I’ve been testing a ton of Intel Z590 motherboards recently for VRM thermal performance and this has allowed me to take a look at how each board is configured out of the box. For the most part, Z590 motherboards run Intel 11th-gen processors without any enforced power limits, which is perfectly fine and within the loosely defined Intel specification.
I’ve found that Z590 motherboards from Asus, MSI and Gigabyte all run without power limits, or at least limits that will heavily restrict the performance of parts like the Core i9-11900K. Depending on the motherboard the 11900K will boost to, and maintain, an all-core frequency of 4.7 to 4.8 GHz.
However, Asrock follows the Intel base spec, commonly referred to as the “TDP specification.” What that means is the 11900K will boost up to 4.8 GHz for a period of up to 56 seconds before dropping down to 4.3 GHz, where it runs at a package power of 125 watts. In other words, for sustained core-heavy workloads, Asrock Z590 motherboards will clock 11th-gen CPUs around 10% lower than boards from competing brands.
Still, Asrock is operating within the Intel spec, they just happen to be using the minimum specification, whereas Asus, MSI and Gigabyte are maxing that out. It’s not great, but at the end of the day, we’re only talking about a ~10% frequency discrepancy for sustained workloads and in real-life scenarios, that should typically account to little or nothing in today’s games.
However, the focus of today’s article is not Z590 motherboards, but rather Intel’s B560. These new B-series motherboards make a lot more sense than before on paper. They’re now enabled for memory overclocking and with K-SKU processors being somewhat pointless due to the limited overclocking headroom, locked parts like the i5-11400 offer the most value and therefore make the most sense.
There’s little point pairing a locked Intel CPU with a Z-series motherboard, especially at a price premium, so I decided to shift my focus towards finding the best value B560 boards… and what a frustrating journey that is proving to be.
I’ve found testing Intel B560 boards so frustrating that I had to stop testing to write this article, warning readers of the possible pitfalls when buying one such board. What I’ve discovered is quite alarming and something all potential Intel buyers need to be made aware of.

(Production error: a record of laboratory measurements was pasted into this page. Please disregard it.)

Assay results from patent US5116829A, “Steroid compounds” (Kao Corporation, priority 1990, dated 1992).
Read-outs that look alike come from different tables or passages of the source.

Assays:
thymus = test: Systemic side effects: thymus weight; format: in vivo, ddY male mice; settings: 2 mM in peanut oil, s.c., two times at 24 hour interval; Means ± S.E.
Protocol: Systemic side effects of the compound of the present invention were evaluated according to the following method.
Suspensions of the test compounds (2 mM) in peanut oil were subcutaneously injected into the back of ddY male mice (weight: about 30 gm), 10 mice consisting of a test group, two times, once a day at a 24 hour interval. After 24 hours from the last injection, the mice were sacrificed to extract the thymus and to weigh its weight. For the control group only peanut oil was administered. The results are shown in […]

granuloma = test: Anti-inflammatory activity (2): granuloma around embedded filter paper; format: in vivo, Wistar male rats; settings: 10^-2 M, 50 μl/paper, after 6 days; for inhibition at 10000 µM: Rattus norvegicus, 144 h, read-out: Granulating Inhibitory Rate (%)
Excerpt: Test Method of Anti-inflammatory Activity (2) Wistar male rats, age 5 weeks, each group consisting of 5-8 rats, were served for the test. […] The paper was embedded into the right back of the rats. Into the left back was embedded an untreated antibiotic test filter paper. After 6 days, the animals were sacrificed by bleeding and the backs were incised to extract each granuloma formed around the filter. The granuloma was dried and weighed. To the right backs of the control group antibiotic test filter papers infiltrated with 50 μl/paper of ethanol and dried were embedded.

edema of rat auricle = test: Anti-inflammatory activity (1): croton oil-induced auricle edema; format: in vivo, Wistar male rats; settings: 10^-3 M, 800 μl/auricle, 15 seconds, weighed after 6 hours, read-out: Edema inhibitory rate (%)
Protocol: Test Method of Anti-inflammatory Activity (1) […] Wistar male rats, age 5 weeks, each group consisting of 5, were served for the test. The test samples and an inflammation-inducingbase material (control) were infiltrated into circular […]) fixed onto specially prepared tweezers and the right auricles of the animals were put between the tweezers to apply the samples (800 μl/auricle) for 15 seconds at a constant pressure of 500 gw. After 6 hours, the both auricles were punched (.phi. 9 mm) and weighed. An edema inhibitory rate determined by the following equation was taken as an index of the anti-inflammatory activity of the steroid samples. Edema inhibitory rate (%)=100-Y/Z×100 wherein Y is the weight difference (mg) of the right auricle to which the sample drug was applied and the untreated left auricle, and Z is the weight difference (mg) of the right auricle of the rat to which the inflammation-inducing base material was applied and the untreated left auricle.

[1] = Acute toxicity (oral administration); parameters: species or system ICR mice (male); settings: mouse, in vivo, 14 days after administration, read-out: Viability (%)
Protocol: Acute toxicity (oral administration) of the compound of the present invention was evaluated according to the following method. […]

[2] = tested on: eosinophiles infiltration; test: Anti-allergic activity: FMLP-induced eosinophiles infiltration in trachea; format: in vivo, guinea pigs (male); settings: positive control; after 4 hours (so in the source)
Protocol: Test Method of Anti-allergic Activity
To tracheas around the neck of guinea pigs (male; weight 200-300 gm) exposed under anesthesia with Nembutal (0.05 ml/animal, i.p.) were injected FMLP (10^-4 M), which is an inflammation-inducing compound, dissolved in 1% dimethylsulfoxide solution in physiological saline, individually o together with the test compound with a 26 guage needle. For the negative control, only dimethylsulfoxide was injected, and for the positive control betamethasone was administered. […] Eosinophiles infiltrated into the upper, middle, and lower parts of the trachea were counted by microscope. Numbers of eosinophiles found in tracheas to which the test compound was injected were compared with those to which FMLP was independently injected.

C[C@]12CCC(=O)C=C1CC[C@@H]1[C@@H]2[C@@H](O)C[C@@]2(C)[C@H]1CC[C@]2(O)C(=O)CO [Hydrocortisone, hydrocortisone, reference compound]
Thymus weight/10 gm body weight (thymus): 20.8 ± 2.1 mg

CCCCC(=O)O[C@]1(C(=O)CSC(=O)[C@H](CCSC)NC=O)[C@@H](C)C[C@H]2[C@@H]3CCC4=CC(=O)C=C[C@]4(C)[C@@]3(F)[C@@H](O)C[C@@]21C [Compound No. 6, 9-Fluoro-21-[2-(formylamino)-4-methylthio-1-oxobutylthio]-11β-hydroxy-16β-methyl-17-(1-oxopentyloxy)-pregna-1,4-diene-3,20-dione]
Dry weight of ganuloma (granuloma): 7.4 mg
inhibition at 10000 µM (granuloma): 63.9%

Depending on the B560 motherboard, performance of locked 65 watt parts like the 11400 and 11700 can be negatively impacted by over 30%. That’s right, we’re not talking about parts like the Core i9-11900K, but rather processors you will be using with a budget B560 motherboard.
Prior to this testing, the only B560 board that I had looked at was the MSI B560 Tomahawk which we used to review and benchmark the 11400F for our review. Performance was identical to Z590 boards I’d tested from the likes of Asus, MSI and Gigabyte. MSI even told me it was to be expected that B560 motherboards would offer the same level of performance as their Z590 counterparts, but it turns out that’s not always the case. Far from it.
Using the MSI B560 Tomahawk, the 11400F sustained the same 4.2 GHz all-core frequency that we saw on the Z590 boards, and therefore performance remained the same. However, the Tomahawk is a $200 B560 motherboard, which is not inexpensive, and therefore the results were as expected. I also tried out the Gigabyte B560M Aorus Pro AX ($180) which again mirrored the performance previously seen with the Z590 boards.
But because we were looking for the best budget motherboards, we wanted to see how well the cheaper boards handled parts like the i5-11400 and i7-11700. After all, you can run a Ryzen 9 5950X without any performance restrictions on $110 AMD B550 boards like the Gigabyte B550M DS3H and MSI B550M Pro-VDH WiFi, for example.
So I went out and purchased the Asrock B560 Pro4 which costs $125. I also have the MSI B560M Pro which should be priced closer to $100, and the Gigabyte B560M DS3H AC, which is another basic board but we haven’t seen in retail yet.
We fully expect entry-level Intel B560 boards to be able to run parts like the Core i9-11900K with power limits in place (125 watt TDP spec), and of course, the motherboards are listed to officially support the Core i9 part. What I wasn’t entirely sure about was how they would configure 65w parts like the Core i5-11400F, but I did expect that it would be possible to run the 6-core locked processor without power limits to achieve maximum performance, and technically it is.
Core i5-11400 Test: Cinebench and SoTR